According to national reports, a record number of teens and children traveling without their parents have come to the United States and need shelter for weeks. The administration says it is trying to put in place more humane and orderly border policies. On April 12, the administration said it had reached an agreement with Mexico, Honduras and Guatemala to temporarily mount security forces at their borders in an effort to curb the flow of migration to the border.
On another topic, Hagerty was asked if he had any comments on the speculation that Rahm emanuel, former mayor of Chicago and chief of staff to former President Barack Obama, will be appointed by Biden as US ambassador to Japan.
“No comment,” Hagerty replied.
Since Hagerty stepped down in 2019, Joseph M. Young, American diplomat, was acting charge d’affaires at the American embassy in Tokyo.
LOOKING FORWARD: About 60 people, including Republican and Democratic lawyers, are on a list supporting the start of the campaign for a lawyer Deno Coleto solicit the Republican nomination for Chancellor II during the primary on May 3 next year. The post is currently held by the Chancellor Clarence Pridemore.
The event will take place from 5 p.m. to 7:30 p.m. today (Monday, May 17) at the JC Holdway Restaurant, 501 Union Ave.
Among those supporting Cole’s campaign are the former public defender Mark Stephens, David Eldridge, Chris Gilreath and actor David Keith. Cole’s sister, Melissa chiles, is its treasurer.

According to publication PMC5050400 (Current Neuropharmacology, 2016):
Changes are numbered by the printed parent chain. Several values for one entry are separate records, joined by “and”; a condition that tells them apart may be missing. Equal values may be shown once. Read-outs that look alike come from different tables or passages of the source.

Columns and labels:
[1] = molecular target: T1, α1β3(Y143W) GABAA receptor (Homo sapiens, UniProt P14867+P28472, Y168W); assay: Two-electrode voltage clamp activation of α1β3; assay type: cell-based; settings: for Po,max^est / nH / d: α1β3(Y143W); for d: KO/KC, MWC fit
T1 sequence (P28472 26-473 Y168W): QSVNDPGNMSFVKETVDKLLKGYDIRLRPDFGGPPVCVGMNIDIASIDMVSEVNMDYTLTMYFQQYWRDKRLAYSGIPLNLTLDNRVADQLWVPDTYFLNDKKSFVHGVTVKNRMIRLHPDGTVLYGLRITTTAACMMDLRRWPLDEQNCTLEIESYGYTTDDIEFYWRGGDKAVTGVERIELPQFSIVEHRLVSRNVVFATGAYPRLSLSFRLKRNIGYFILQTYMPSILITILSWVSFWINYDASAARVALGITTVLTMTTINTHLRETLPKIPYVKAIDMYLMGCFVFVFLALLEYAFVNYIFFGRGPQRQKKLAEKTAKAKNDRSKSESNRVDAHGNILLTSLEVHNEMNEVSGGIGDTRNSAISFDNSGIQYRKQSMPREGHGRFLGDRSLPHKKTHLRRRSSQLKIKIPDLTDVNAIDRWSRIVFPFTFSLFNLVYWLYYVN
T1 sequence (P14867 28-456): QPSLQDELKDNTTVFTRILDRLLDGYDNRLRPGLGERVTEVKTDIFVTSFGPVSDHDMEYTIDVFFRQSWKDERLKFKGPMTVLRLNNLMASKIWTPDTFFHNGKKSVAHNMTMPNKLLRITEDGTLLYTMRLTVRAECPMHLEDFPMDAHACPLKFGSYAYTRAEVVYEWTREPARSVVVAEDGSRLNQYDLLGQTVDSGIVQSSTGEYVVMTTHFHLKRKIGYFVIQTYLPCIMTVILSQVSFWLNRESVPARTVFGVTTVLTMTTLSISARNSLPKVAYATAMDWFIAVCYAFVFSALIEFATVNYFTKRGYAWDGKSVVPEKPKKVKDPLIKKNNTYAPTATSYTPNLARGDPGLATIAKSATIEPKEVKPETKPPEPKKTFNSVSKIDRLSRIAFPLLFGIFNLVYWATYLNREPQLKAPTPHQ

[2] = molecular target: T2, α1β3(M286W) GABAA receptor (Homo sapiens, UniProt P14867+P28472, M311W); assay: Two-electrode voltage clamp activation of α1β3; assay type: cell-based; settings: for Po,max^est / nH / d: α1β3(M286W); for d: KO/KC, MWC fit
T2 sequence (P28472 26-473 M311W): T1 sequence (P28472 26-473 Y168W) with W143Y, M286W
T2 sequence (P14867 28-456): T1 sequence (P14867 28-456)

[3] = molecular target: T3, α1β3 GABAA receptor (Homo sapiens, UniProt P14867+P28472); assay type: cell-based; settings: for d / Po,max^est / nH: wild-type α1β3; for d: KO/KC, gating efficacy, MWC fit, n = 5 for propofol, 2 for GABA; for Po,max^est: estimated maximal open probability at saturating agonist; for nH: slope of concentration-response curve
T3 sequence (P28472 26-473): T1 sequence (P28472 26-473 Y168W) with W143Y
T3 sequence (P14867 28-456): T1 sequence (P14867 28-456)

HOW DID HE VOTE? US Rep. Tim burchett, R-Knoxville, does not reveal how he voted last week when House Republicans ousted the U.S. representative. Liz cheneyof Wyoming, for refusing to remain silent about former President Donald Trump’s election lies, and replaced her with US Rep. Elise Stefanik of New York, a vocal advocate for Trump, as No. 3 leader.
Burchett’s office has been invited to comment. This is what his press officer, Will bensur, sent by e-mail, “The votes of the Republican Conference of the Internal Chamber are held by secret ballot. Congressman Burchett is more concerned about the southern border crisis, rising inflation and national gas shortages than he who is responsible for scheduling Republican House Conference meetings.
TO TEAR APART: Louise Cole Little, one of the last survivors of the Twin Creek area of the Great Smoky Mountains National Park when she was privately owned, died at the age of 91 on April 29 at her home in Sweetwater.
When the park celebrated its 100th anniversary in 2016, she was interviewed by this columnist and explained how Louis E. Voorheis, a wealthy investor and manufacturer from Cincinnati, treated his employees at his show home in Twin Creeks. This included his father, Homer cole, who took care of a large vegetable garden and an apple orchard. Voorheis “cared a lot for the people who worked for him,” said Little.
Voorheis donated his property to the park on the condition that he and his wife have a lifetime estate. The park acquired the property when Voorheis’ widow remarried and sold her winery in 1952.
Mrs. Little is survived by her 67-year-old husband, Joe; four girls; seven grandchildren and five great grandchildren.
Georgiana Vines is a retired Associate Editor of News Sentinel. She can be reached at [email protected]